Spring -- St. Patrick's Day

FICTION / NONFICTION

Bateman, Teresa.  HARP O’ GOLD.  Illus by Jill Weber  New York:  Holiday, 2001.
    32p.  0-8234-1523-6; hb., $16.95   99-18821  K-3   E

    The acrylic and watercolor illustrations work with the text of this St. Patrick’s Day read aloud.  The moral of this cautionary tale is to be careful what you wish for in case it comes true.  Tom’s complaint, that his dream of becoming a rich minstrel is due to his ordinary harp, is overheard by a leprechaun.  Sean O’Dell gives Tom a golden harp that makes him rich. Now he has to perform for people who don’t care about music yet decide when and where he can play.   When Tom becomes an honored guest, yet a prisoner at the palace, he longs for his old life.  Can Tom recover from his dream turned into a nightmare?  There is no doubt about the ending because of it’s parallel to King Midas’s problem in this story worthy of the holiday.
    Mary Ann Paulin; Director, Superiorland Preview Center
    32 years of experience as a school library/media specialist

NONFICTION

Bateman, Teresa.  LEPRECHAUN GOLD.  Illus by Rosanne Litzinger.
    New York: Holiday, 1998. 32p.   0-8234-1344-6; hb., $16.95
    0-8234-1514-7; pb., $6.95     97-19111    K-Gr. 3     E

    Donald O’Dell saves the life of a leprechaun who gives him gold that Donald won’t accept.  So the leprechaun makes Donald’s cow wander off to the farm of Maureen who has a leaky roof that he fixes.  Marureen feeds Donald and lets him sleep in her barn.  The friendship begins.  “There is more than one kind of gold in this world.  She has hair of gold and a heart to match.”  So Donald gets a golden girl for his wife.  There are so few stories for St. Patrick’s Day and this one works as a read aloud as well as has a worthwhile message without being didactic.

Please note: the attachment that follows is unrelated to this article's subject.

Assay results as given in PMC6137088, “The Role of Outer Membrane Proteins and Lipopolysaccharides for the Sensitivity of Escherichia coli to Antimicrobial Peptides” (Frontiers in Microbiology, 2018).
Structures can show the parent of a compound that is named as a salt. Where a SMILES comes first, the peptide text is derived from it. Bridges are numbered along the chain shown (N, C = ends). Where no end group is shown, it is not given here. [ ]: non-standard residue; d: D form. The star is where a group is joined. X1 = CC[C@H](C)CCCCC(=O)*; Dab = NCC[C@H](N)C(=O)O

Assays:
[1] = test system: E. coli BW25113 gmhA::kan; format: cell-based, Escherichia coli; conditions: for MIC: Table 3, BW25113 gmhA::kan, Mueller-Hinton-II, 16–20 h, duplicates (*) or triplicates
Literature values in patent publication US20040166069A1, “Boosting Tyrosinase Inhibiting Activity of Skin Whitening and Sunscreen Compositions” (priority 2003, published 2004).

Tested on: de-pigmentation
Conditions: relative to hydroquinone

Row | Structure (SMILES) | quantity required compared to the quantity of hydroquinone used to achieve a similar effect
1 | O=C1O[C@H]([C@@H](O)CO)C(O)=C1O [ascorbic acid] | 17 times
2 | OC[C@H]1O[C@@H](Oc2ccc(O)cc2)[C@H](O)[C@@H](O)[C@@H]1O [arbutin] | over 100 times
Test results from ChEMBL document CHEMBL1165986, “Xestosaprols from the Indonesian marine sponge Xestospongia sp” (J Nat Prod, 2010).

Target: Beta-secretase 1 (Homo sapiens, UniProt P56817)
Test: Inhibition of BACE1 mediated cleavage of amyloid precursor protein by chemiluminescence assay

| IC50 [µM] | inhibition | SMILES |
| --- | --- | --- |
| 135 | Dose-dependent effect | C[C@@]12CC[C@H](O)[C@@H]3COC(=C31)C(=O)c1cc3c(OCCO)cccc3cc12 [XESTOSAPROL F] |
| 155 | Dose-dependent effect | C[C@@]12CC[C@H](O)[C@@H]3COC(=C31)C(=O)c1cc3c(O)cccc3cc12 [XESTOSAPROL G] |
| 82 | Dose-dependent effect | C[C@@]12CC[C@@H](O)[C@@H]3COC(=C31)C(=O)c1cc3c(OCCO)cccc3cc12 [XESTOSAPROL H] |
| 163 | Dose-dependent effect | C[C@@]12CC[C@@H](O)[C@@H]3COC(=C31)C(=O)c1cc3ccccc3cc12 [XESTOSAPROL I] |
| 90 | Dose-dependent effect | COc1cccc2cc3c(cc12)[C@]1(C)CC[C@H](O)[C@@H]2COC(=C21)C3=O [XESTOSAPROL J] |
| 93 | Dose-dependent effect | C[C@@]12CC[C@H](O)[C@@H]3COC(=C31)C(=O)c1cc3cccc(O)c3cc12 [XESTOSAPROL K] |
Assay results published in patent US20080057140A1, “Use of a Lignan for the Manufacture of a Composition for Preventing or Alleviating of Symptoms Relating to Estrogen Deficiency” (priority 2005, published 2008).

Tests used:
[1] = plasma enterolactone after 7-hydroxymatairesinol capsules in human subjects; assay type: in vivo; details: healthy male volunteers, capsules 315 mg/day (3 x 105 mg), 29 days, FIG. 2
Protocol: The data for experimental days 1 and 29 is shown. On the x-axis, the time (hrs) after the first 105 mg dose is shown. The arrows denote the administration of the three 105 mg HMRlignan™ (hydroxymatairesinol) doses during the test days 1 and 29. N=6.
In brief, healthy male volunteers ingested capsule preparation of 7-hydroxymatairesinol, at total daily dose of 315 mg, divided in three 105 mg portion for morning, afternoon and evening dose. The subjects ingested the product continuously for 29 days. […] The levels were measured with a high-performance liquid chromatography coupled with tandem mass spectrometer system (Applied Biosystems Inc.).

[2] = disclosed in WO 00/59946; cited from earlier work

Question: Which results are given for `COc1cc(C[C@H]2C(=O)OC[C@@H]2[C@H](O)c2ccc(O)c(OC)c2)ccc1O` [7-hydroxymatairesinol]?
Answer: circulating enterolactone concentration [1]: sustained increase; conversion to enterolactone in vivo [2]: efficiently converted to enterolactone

Mary Ann Paulin; Director, Superiorland Preview Center, Marquette, MI
    32 years of experience as a school library/media specialist

Tompert, Ann.  SAINT PATRICK.  Illus. by Michael Garland. Honesdale, PA:
    Boyds Mills, 1998.  unp.  1–56397-659-5; hb., $14.95   97-72774    Gr.  5+
    92  or  270.2

    According to the author's note, one of two letters written by St. Patrick called "Confession" was the main source for this book although other sources were consulted. Celtic borders around the text give the book an Irish flavor but make the mixed media illustrations on the opposite page seem bereft of a border.  The mixed media illustrations are adequate for the job.  The biography begins with the birth of a boy named Succat,  later named Patrick, who was born in southwest Britain in the fourth century.  At age 16 Patrick left his comfortable home when he was captured by Irish pirates and sold into slavery to an Irish chieftain or king where he was assigned to guard sheep.  Patrick was not a religious boy but during his six years of slavery, he began talking with God.   Then  a voice told him a ship was ready to take him back to his own country and it came to pass.  Although his parents did not want him to leave again, God told Patrick in a dream that he was to go back to Ireland and convert the people to Christianity.  After becoming a priest and then a bishop, Patrick finally returned to Ireland where he baptized and confirmed many people over 30 years.  The two most commonly known stories about St. Patrick are mentioned in the Author's Note: using the shamrock to explain the trinity and expelling the snakes from Ireland.   Since most of the books about St. Patrick are legends, this biography is a welcome addition especially where books about the saints are in demand.  Public librarians can display the book during March with other holiday books.
     Mary Ann Paulin; Director, Superiorland Preview Center
     32 years experience as a school library/media specialist

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